For the Lord your God is God of gods, and Lord of lords, a great God, a mighty, and a terrible, which regardeth not persons, nor taketh reward: He doth execute the judgment of the fatherless and widow, and loveth the stranger, in giving him food and raiment (Deut. 10:17-18). The Lord trieth the righteous: but the wicked and him that loveth violence his soul hateth (Ps. 11:5). Jacob have I loved, but Esau have I hated (Rom. 9:13).
The question is, "Does God have a compassionate love, if not a redemptive love, towards all his creatures? Or does he have only hatred towards the reprobate?"
In the last issue we considered some of the issues involved in this interesting question. This time, we will look at the texts referred to (Deut. 10:17-18; Matt. 5:44-45; Acts 14:17).
In Deuteronomy 10:18, we read that God "loveth the stranger." Israel had thousands and thousands of foreigners in the nation. This began with the Egyptians who came out of Egypt with Israel. There were also Rahab, the Gibeonites, Ruth and many from various countries and nations who made Canaan their home. Some were taken there as slaves; some were attracted to the nation for various reasons. Uriah, whose wife David stole, was a Hittite. Araunah, on whose threshing floor David sacrificed to stop the angel of death, was a Jebusite. Foreigners were plentiful in Israel.
What is unique to all these foreigners who took up permanent abode in the nation was that they were so incorporated and absorbed into the nation that they and their descendants became, in fact, Jews. They were, therefore, members of the church of the old dispensation. In this way they too were saved. This was all prophetic of the coming age when God would save a church from all nations and tribes and tongues.
Is it any wonder then that Israel was commanded to be kind to these strangers? And is it any wonder then that God loved them? They were part of the church and nation that God loved. This does not mean that God loved every one of them, for He did not even love every single Israelite. God has mercy on whom He will have mercy and compassion on whom He will have compassion (Rom. 9:15). But the nation, with its many strangers, organically considered, was loved by God.
Matthew 5:44-45 and Acts 14:17— both frequently quoted as proof of God’s love towards all men—do not, in fact, mention the love of God at all. You may consult your Bible to see that this is true. To say that these texts speak of a love of God for all is to introduce something into the text that simply is not there. We must not do that.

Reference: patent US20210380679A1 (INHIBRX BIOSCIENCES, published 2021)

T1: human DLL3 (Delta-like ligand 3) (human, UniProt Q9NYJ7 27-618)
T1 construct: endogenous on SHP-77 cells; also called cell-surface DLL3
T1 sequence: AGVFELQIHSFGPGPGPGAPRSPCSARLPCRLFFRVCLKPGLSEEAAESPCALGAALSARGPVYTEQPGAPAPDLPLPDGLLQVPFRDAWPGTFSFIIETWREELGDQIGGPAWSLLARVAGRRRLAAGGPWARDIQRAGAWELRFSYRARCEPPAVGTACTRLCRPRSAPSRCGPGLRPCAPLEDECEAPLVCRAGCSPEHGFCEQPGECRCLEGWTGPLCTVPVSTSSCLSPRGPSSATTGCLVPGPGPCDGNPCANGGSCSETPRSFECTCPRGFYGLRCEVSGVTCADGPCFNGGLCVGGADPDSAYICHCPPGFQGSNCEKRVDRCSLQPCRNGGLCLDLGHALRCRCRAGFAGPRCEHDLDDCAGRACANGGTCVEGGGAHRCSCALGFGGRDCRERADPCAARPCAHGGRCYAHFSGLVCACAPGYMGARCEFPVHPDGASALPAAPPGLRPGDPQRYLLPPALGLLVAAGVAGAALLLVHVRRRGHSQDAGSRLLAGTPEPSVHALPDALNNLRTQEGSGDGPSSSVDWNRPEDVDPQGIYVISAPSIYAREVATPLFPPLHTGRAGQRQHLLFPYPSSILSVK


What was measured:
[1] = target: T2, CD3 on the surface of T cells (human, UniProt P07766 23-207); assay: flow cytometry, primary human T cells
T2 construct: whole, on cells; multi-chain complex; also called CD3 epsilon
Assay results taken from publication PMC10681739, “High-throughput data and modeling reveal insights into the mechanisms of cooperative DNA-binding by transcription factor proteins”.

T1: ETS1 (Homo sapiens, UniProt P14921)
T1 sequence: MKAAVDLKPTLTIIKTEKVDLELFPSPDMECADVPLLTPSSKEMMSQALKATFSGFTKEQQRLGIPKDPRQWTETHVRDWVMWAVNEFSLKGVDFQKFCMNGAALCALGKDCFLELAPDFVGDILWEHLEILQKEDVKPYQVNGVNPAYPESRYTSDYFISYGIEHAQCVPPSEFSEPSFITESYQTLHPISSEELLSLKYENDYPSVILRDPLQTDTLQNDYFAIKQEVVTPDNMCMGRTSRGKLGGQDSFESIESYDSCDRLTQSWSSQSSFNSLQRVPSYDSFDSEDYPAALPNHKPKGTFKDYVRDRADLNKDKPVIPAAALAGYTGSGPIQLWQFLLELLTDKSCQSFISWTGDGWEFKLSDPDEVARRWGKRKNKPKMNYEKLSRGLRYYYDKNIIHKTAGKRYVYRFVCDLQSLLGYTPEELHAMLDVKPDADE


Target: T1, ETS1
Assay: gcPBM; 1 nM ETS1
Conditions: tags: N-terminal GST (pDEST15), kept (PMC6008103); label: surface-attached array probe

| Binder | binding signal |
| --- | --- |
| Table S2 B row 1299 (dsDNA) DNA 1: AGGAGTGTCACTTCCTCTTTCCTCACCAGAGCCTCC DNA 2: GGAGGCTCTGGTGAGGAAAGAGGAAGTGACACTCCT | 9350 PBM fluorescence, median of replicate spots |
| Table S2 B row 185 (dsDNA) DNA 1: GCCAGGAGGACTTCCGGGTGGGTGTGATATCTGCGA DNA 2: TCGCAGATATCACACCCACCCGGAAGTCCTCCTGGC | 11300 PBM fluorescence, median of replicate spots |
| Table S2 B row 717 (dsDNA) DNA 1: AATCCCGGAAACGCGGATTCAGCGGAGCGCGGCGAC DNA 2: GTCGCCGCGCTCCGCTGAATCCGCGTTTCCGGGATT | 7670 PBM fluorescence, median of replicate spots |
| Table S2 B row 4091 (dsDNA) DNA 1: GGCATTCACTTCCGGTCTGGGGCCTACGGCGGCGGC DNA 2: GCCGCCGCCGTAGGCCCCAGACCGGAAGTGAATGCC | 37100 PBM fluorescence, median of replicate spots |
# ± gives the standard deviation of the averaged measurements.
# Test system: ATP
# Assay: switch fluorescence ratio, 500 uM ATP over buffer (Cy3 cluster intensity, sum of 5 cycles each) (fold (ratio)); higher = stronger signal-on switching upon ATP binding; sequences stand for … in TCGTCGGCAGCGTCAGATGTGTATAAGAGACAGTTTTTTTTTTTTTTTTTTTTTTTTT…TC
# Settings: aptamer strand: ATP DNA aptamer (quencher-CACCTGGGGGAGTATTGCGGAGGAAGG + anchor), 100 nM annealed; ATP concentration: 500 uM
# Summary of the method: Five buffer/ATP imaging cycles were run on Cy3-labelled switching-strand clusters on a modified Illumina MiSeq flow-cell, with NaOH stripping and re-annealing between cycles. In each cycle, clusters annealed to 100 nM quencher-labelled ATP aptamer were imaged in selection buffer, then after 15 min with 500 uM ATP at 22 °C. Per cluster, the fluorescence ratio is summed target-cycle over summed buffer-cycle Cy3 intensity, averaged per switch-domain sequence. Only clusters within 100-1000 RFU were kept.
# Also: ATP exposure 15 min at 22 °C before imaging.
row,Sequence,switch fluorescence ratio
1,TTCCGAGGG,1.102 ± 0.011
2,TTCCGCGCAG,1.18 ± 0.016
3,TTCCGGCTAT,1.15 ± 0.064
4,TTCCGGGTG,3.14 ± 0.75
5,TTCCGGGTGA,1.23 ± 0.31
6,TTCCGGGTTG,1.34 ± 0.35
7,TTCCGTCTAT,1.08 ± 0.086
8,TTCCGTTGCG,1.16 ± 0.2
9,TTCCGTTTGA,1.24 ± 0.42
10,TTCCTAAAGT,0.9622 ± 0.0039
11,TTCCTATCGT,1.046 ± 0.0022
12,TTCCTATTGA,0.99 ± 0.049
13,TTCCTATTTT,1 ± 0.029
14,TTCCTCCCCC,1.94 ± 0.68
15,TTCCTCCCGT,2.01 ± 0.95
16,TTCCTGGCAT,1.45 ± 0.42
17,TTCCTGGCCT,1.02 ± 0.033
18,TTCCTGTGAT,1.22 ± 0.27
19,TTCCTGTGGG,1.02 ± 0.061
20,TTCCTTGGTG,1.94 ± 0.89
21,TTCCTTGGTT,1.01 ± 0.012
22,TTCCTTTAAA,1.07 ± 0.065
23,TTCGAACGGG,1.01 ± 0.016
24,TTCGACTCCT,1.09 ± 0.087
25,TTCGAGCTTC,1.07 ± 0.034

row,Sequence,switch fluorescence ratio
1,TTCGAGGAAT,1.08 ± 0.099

But the argument is that we must love our enemies if we are to be children of our Father in heaven, for our Father in heaven sends rain and sunshine on His enemies.
Herman Hoeksema explains this passage well: "... it stands to reason that, in the case of loving our enemies that despitefully use us, curse us, and persecute us, love must needs be one-sided. There cannot be a bond of fellowship between the wicked and the perfect in Christ. To love our enemy, therefore, is not to flatter him, to have fellowship with him, to play games with him, and to speak sweetly to him; but rather to rebuke him, to demand that he leave his wicked way, and thus to bless him and to pray for him. It is to bestow good things upon him with the demand of true love that he leave his wicked way, walk in the light, and thus have fellowship with us. If he heed our love, which will be the case if he be of God’s elect and receive grace, he will turn from darkness into light, and our love will assume the nature of a bond of perfectness. If he despises our love, our very act of love will be to his greater damnation. But the cursing and persecution of the wicked may never tempt the child of God to live and act from the principle of hatred, to reward evil for evil, an eye for an eye and a tooth for a tooth.
"As a single illustration from actual life and experience, the Lord points to the fact that ... God [sends rain] and causes His sun to shine upon the just and the unjust, thus bestowing good things upon them all, demanding that they shall employ them as means to walk in righteousness and light. For with God love is delight in perfection in the highest sense of the word. If now the wicked receive grace with rain and sunshine, they will walk in the light and have fellowship with God. If they do not receive grace, they will employ the rain and the sunshine in the service of sin and receive the greater damnation. But rain and sunshine are never grace [or love] and Matthew 5:44, 45 does not prove the contention ..." (Ready To Give An Answer*, pp. 72-73).One more quote: "God does, indeed, love His enemies, not as such, but as His children in Christ ... if rain and sunshine are a manifestation of God’s love to all men, the just and the unjust, what are floods and droughts, pestilences and earthquakes, and all the destructive forces and evils sent to all through nature, but manifestations of His hatred for all, the just and the unjust? But it is absurd to say that God hates the just, for He loves them. It is also absurd to say that God changes, now loving the just and the unjust and manifesting this love in rain and sunshine, now hating them and revealing His hatred in upheavals and destruction. Hence, the interpretation that leads to this evident absurdity is itself absurd" (Ibid., pp. 71-72).
It is all so clear; it is all so God-glorifying; it is all so conducive to seeing God’s magnificent grace shown sovereignly to us poor sinners!
- Volume: 9
- Issue: 5
Prof. Herman Hanko (Wife: Wilma)
Ordained: October 1955
Pastorates: Hope, Walker, MI - 1955; Doon, IA - 1963; Professor to the Protestant Reformed Seminary - 1965
Emeritus: 2001Website: www.sermonaudio.com/search.asp?speakeronly=true&currsection=sermonsspeaker&keyword=Prof._Herman_Hanko
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